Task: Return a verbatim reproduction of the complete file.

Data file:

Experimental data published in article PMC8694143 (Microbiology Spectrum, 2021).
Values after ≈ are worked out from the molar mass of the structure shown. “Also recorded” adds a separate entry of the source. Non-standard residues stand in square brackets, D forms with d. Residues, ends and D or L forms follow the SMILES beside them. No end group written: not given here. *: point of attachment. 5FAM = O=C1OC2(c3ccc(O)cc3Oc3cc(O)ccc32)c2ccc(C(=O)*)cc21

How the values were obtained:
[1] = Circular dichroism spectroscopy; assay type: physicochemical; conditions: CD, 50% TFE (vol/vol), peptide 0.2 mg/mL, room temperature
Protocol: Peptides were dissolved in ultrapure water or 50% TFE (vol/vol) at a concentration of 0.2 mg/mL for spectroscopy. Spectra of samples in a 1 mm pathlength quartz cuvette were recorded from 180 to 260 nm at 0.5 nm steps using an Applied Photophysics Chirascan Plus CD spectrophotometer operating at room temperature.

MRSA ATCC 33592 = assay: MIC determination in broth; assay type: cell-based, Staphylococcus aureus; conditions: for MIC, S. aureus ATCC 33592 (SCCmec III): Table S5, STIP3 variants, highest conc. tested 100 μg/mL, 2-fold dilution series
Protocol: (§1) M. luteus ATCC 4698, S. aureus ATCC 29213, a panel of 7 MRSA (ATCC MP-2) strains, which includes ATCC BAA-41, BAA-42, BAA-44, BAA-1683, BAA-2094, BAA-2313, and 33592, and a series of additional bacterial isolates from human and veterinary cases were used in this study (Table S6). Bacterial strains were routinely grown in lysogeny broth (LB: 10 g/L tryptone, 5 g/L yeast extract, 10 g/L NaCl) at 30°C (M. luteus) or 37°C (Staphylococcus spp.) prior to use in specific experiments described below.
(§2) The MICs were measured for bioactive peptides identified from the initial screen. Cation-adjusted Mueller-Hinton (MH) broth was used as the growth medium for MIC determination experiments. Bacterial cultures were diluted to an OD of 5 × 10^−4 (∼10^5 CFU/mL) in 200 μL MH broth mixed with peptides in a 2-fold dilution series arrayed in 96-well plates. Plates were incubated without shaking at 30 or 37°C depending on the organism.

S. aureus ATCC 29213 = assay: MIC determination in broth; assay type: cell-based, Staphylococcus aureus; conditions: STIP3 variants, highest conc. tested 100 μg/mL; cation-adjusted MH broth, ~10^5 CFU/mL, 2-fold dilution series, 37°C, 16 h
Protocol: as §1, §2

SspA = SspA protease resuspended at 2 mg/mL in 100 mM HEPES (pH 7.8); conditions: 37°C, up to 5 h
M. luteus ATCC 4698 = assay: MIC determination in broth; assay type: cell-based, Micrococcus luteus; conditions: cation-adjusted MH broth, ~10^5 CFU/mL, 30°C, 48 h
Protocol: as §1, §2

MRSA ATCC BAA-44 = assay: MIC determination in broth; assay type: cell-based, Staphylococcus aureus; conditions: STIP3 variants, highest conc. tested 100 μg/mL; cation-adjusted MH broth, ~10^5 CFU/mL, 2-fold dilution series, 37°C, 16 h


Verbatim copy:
Experimental data published in article PMC8694143 (Microbiology Spectrum, 2021).
Values after ≈ are worked out from the molar mass of the structure shown. “Also recorded” adds a separate entry of the source. Non-standard residues stand in square brackets, D forms with d. Residues, ends and D or L forms follow the SMILES beside them. No end group written: not given here. *: point of attachment. 5FAM = O=C1OC2(c3ccc(O)cc3Oc3cc(O)ccc32)c2ccc(C(=O)*)cc21

How the values were obtained:
[1] = Circular dichroism spectroscopy; assay type: physicochemical; conditions: CD, 50% TFE (vol/vol), peptide 0.2 mg/mL, room temperature
Protocol: Peptides were dissolved in ultrapure water or 50% TFE (vol/vol) at a concentration of 0.2 mg/mL for spectroscopy. Spectra of samples in a 1 mm pathlength quartz cuvette were recorded from 180 to 260 nm at 0.5 nm steps using an Applied Photophysics Chirascan Plus CD spectrophotometer operating at room temperature.

MRSA ATCC 33592 = assay: MIC determination in broth; assay type: cell-based, Staphylococcus aureus; conditions: for MIC, S. aureus ATCC 33592 (SCCmec III): Table S5, STIP3 variants, highest conc. tested 100 μg/mL, 2-fold dilution series
Protocol: (§1) M. luteus ATCC 4698, S. aureus ATCC 29213, a panel of 7 MRSA (ATCC MP-2) strains, which includes ATCC BAA-41, BAA-42, BAA-44, BAA-1683, BAA-2094, BAA-2313, and 33592, and a series of additional bacterial isolates from human and veterinary cases were used in this study (Table S6). Bacterial strains were routinely grown in lysogeny broth (LB: 10 g/L tryptone, 5 g/L yeast extract, 10 g/L NaCl) at 30°C (M. luteus) or 37°C (Staphylococcus spp.) prior to use in specific experiments described below.
(§2) The MICs were measured for bioactive peptides identified from the initial screen. Cation-adjusted Mueller-Hinton (MH) broth was used as the growth medium for MIC determination experiments. Bacterial cultures were diluted to an OD of 5 × 10^−4 (∼10^5 CFU/mL) in 200 μL MH broth mixed with peptides in a 2-fold dilution series arrayed in 96-well plates. Plates were incubated without shaking at 30 or 37°C depending on the organism.

S. aureus ATCC 29213 = assay: MIC determination in broth; assay type: cell-based, Staphylococcus aureus; conditions: STIP3 variants, highest conc. tested 100 μg/mL; cation-adjusted MH broth, ~10^5 CFU/mL, 2-fold dilution series, 37°C, 16 h
Protocol: as §1, §2

SspA = SspA protease resuspended at 2 mg/mL in 100 mM HEPES (pH 7.8); conditions: 37°C, up to 5 h
M. luteus ATCC 4698 = assay: MIC determination in broth; assay type: cell-based, Micrococcus luteus; conditions: cation-adjusted MH broth, ~10^5 CFU/mL, 30°C, 48 h
Protocol: as §1, §2

MRSA ATCC BAA-44 = assay: MIC determination in broth; assay type: cell-based, Staphylococcus aureus; conditions: STIP3 variants, highest conc. tested 100 μg/mL; cation-adjusted MH broth, ~10^5 CFU/mL, 2-fold dilution series, 37°C, 16 h